A Japanese Initiative for Peace in the Russia-Ukraine War

Gavan McCormack, Mark Selden

    Research output: Contribution to journalArticle


    24 February is a date destined to be long remembered, the day on which Russia launched war on its neighbor Ukraine in the name of a “Special Military Operation.” Just over a week later the General Assembly of the United Nations adopted by overwhelming majority a special, emergency resolution (ES-11/1) deploring the Russian act as aggression and demanding it desist and withdraw. The invasion and the response by Ukrainian forces under President Zelenskyy, backed by US and NATO support in the form of advanced weaponry, economic, financial and diplomatic backing, has brought the world itself to the brink of World War Three. In addition to exacerbating the combined economic and covid-19 crises, the Ukraine war now raises the specter of nuclear catastrophe. The future of humanity itself may hinge on moving expeditiously toward a peace agreement. But talks between Russia and Ukraine have collapsed. Huge quantities of war materiel are flowing into Ukraine from the United States, NATO and others. Sanctions, themselves a form of warfare albeit economic, and in possible breach of the international humanitarian law principle forbidding general or indiscriminate collective punishment, disrupt trade flows and threaten poverty or even famine not only to Ukraine but to others including Russia. Countless lives are lost and millions are driven from their homes and forced to become refugees. The consequences are global. As Ramzy Baroud observes, some of the poorest countries of Asia and Africa, including Tunisia, Sri Lanka and Ghana, and numerous others dependent on Russian and Ukrainian grain, face critical wheat and energy shortages as global supply chains are disrupted.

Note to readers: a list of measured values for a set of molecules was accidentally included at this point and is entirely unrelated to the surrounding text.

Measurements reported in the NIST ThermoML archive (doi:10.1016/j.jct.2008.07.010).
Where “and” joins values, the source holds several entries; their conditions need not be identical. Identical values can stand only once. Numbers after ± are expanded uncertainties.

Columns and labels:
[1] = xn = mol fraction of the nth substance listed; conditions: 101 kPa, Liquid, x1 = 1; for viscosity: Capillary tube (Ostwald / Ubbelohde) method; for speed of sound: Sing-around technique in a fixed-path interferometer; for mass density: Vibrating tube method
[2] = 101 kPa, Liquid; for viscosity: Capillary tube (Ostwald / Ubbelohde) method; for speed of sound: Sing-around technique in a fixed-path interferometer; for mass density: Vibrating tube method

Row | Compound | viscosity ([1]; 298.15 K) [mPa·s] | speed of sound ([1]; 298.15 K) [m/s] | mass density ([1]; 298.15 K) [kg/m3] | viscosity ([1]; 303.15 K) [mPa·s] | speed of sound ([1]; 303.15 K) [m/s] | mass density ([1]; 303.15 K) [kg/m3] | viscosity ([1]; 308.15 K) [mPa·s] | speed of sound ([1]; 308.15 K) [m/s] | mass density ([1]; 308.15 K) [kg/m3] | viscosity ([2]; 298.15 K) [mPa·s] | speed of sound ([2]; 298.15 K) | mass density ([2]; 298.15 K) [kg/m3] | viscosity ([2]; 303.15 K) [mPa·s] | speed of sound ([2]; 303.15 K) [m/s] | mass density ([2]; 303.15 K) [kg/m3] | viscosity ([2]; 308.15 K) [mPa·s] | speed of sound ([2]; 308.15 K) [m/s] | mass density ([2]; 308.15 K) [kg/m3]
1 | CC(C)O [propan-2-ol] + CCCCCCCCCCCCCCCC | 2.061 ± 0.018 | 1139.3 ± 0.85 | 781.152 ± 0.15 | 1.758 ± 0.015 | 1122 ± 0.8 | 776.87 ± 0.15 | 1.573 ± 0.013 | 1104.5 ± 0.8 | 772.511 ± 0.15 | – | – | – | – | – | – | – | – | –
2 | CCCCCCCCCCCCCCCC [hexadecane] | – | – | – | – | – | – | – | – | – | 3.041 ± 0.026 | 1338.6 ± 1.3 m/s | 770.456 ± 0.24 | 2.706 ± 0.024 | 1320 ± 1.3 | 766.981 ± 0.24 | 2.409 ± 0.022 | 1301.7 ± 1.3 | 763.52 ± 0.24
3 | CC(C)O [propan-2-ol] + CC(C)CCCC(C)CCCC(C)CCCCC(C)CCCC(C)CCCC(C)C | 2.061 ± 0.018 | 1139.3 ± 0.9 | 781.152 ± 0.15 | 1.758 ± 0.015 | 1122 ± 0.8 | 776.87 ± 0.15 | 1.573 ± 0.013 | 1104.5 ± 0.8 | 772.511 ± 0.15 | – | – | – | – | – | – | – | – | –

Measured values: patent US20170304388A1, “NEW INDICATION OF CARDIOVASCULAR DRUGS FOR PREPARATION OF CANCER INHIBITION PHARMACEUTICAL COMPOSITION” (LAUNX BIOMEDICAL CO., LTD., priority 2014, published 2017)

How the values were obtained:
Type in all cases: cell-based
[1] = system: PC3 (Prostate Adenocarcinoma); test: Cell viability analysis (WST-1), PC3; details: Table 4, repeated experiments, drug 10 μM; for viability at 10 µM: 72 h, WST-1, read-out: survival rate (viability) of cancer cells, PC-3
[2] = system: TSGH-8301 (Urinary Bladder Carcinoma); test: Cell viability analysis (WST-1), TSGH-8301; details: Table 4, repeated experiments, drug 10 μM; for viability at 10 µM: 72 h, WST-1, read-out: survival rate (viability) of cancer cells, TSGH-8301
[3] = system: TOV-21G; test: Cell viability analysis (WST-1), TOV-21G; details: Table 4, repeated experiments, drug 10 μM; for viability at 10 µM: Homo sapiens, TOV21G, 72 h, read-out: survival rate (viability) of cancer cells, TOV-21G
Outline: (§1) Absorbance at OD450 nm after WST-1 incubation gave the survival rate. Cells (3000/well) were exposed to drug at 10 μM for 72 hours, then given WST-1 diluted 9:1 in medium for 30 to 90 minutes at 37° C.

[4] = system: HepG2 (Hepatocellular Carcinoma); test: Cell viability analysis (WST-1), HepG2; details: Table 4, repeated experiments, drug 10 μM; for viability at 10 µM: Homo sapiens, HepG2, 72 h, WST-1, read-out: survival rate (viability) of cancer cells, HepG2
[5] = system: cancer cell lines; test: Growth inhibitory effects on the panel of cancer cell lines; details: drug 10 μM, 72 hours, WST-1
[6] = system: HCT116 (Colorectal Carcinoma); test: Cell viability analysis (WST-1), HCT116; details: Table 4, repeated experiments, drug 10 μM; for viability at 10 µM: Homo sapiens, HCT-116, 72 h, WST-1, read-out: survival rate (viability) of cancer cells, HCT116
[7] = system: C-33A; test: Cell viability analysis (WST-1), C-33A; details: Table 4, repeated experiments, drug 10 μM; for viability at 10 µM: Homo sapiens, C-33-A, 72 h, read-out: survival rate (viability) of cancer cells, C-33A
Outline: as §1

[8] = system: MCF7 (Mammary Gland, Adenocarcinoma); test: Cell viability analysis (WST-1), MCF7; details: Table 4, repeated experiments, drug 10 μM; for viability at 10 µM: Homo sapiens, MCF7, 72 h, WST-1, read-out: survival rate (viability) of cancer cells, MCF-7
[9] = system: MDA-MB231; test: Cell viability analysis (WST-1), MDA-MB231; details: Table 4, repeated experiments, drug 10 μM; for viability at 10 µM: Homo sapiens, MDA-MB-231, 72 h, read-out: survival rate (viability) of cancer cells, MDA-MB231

Original languageEnglish
    Pages (from-to)12
    JournalThe Asia-Pacific Journal: Japan Focus
    Issue number10
    Publication statusPublished - 2022


    Dive into the research topics of 'A Japanese Initiative for Peace in the Russia-Ukraine War'. Together they form a unique fingerprint.

    Cite this